San Pedro Claver Museum and Cloisters – Cartagena, Colombia - Atlas Obscura

San Pedro Claver Museum and Cloisters

An inspired museum dedicated to the patron saint of enslaved people, inside the cloisters where he lived and died. 


San Pedro Claver, the first person to be canonized in the New World, dedicated his life to tending to the enslaved from literally the instant they arrived in the Americas.

In life, Claver became known as “Apostle of the Blacks” – or more derisively by his slavery-approving Jesuit brothers “Slave of the Slaves”– after arriving in Colombia from his birthplace in Verdú, Spain.

Born to a prosperous Catholic family in 1581, the bright and pious Claver became a Jesuit at age 20 and promptly shipped off from his birthplace in Verdú, Spain, never to return to his homeland. Upon arrival in Cartagena, Claver found it essential to his ministry to meet the slave ships as they pulled into port. For nearly 40 years, he would board the ships before they’d been emptied of their living contents, navigating cargo holds full of terrified captives in order to be the first, lone face of kindness they would see in the New World. From there, he would follow their path to the holding pens, providing sustenance in tangible forms as well as spiritual.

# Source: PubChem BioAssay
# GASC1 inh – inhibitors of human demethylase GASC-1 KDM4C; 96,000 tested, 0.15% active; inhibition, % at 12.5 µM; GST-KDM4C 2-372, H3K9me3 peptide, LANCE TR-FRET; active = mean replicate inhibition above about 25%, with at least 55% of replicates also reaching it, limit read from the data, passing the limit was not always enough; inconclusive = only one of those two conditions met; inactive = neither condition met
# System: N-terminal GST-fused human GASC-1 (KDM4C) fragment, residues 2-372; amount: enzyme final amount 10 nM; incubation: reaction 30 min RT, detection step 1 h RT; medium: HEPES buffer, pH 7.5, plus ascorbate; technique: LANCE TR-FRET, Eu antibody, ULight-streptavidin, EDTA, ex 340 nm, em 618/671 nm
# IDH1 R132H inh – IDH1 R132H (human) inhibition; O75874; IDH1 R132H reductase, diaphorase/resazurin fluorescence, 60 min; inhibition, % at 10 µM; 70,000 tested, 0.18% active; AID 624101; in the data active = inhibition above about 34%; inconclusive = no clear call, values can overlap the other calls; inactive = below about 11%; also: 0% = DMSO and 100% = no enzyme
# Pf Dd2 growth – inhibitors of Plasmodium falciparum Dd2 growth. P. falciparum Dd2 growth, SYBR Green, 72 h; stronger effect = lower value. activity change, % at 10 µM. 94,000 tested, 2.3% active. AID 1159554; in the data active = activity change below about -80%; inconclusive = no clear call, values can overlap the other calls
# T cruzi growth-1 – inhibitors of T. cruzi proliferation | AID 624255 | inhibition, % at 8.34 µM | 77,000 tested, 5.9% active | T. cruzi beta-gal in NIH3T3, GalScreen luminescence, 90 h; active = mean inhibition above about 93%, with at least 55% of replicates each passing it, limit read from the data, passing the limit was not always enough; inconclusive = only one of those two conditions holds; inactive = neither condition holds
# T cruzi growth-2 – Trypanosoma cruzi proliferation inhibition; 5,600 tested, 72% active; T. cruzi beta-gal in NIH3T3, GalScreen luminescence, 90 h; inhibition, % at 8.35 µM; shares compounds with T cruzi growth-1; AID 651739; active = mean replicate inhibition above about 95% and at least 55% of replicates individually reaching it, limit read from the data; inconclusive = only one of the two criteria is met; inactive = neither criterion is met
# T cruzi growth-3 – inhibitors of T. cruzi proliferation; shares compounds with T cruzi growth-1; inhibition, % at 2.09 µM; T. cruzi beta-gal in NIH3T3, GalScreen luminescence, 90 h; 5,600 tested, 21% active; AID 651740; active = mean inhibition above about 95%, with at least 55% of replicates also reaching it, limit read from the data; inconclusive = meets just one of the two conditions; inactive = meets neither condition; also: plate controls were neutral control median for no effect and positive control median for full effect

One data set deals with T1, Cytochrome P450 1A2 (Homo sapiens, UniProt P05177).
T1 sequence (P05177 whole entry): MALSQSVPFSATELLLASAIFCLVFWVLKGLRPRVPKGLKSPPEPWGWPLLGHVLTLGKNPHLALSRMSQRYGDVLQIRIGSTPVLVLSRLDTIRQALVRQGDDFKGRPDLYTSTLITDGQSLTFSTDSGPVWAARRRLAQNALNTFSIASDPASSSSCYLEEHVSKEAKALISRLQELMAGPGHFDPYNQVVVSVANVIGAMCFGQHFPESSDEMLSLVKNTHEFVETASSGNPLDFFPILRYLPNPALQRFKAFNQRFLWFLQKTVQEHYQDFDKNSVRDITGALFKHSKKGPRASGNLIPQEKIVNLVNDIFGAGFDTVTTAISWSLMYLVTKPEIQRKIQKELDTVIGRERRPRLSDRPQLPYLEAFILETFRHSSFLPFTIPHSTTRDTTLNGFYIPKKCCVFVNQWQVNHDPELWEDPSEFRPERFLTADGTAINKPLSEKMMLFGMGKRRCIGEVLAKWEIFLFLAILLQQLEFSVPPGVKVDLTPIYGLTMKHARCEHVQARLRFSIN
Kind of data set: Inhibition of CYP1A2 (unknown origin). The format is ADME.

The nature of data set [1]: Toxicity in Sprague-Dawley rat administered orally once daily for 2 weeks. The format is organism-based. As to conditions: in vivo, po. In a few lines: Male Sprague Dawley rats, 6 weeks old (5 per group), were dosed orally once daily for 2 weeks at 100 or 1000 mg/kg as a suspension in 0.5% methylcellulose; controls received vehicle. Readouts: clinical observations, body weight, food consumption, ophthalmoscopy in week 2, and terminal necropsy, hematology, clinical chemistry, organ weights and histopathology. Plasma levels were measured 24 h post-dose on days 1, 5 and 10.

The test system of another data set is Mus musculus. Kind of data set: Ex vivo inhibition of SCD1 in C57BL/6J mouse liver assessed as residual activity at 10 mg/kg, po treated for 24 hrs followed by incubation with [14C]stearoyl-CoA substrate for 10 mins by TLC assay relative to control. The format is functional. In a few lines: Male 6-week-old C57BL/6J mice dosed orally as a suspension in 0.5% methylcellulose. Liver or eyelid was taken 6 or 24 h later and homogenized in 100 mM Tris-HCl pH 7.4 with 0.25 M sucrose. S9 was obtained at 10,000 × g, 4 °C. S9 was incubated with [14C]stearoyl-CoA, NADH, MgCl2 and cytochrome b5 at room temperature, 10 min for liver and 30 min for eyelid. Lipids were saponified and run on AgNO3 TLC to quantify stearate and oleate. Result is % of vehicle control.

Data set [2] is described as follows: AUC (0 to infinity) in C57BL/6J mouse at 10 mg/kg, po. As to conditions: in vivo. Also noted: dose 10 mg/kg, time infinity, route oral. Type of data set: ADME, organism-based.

After his death in 1654 inside a small room within the Jesuit cloisters at the church that would later come to bear his name, word of his life spread around the world. A modest museum adjacent to the church dedicated to Claver has become a place of reflection and contemplation for all those who have been touched by the saint’s work, directly or otherwise.

Under the church’s altar, the bodily remains of Claver rest in an illuminated case. Throughout the museum, religious works of art that date back centuries are displayed alongside Pre-Colombian archeological pieces. Many rooms and open air halls are lined with paintings and other creations either inspired by or featuring Claver himself.

Visitors are permitted access to the rooms where he spent his final days, and firsthand accounts report an eerie feeling of being observed for the duration of one’s visit, though were this true, a more benevolent watcher seems hard to imagine.

Know Before You Go

In front of the Plaza de La Aduana, next to the Modern Art Museum inside the Walled Town. Museum is located adjacent to the church.

In partnership with KAYAK

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